National Journal Has a New Editor—And Lots of Applicants for Other Jobs

National Journal finds a leader for the next stage of its transformation.

Atlantic Media has announced that Ron Fournier, the Associated Press's Washington bureau chief, will take the new job of running the whole National Journal family of publications (standard disclosure: I previously worked at National Journal and Government Executive, and continue to write a column for It's not a job for the faint of heart, and Bradley explains why he has confidence in Fournier in an email to the company that's below the jump here, calling him "an uncompromised hire." It's an interesting turn of phrase, considering Bradley was rumored to have courted the Washington Post's Chris Cillizza for the job first.

But to me, the most illuminating part of the memo isn't actually about Fournier. It's the fact that 600 people have applied for the 30 reporting jobs the company is looking to fill in the National Journal Group after buying out large swaths of the senior staff. I'd been curious as to how the restructuring would affect the company's reputation as a place to work. The answer, apparently, is not very much.

My Colleagues,
Earlier today – actually minutes ago – Justin and I reached agreement with Ron Fournier, Washington Bureau Chief of the Associated Press, to join us as Editor-in-Chief of the National Journal Group.   The title and position are new to the company.  Ron will be the first editor responsible for all of the editorial product of the National Journal publications including the National Journal magazine,, CongressDaily, The Hotline, the Almanac of American Politics and Global Security Newswire.
Though we met only three years ago, Ron’s name has been whispered to me since my first days in Washington journalism.  With genuine admiration, some of our most-talented colleagues have talked about Ron as among that small handful of the finest political reporters and editors in generations of Washington reporting.   His particular gifts, unceasing focus on breaking news and original political analysis, are the first-among-equal disciplines we need to advance within our publications.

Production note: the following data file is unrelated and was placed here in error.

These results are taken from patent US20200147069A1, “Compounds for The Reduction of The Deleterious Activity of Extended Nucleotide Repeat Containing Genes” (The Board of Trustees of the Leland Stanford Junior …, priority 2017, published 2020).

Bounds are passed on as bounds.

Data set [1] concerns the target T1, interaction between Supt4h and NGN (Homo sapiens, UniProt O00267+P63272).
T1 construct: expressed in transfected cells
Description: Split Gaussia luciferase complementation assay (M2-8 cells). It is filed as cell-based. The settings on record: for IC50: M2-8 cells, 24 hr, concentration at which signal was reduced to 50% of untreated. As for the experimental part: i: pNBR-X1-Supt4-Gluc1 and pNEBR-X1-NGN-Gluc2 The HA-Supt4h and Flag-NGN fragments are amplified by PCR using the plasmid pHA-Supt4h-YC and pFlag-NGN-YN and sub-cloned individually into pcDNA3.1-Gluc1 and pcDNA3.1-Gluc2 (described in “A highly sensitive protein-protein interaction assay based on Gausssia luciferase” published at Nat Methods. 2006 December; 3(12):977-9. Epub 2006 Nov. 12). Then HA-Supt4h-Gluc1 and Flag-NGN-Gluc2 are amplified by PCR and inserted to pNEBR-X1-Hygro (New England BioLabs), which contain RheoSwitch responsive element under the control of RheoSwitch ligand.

Ron has spent the better part of his career – 20 years – with the AP.  Starting with a Little Rock posting, covering President Clinton’s second term as governor, moving to Washington to report on the new President, Ron has worked through the AP ranks.  For the last two years, Ron has served as Washington Bureau Chief for the AP, leading a staff of over 100 writers and editors covering the national scene.  I will attach a copy of Ron’s bio to this note.
In my judgment, the recruitment of Ron Fournier represents an uncompromised hire for the National Journal Group.  Justin and I want to thank Charlie Green and Ron Brownstein for their leadership role in the search.  Like Ron Fournier, both are extreme talent.
Today is a good start.  The enterprise now addresses the recruitment of 30 new writers and editors worthy of their colleagues already here.  (To date, we have received 600 applications with 200 names referred to us by the best journalists in Washington.)  Our fixed intention is, as it has been throughout, to be wholly nonpartisan and manifestly the highest-end media enterprise in Washington.
Ron will arrive in our offices as soon as he completes his obligations with the AP.  I hope you will join me in welcoming him.

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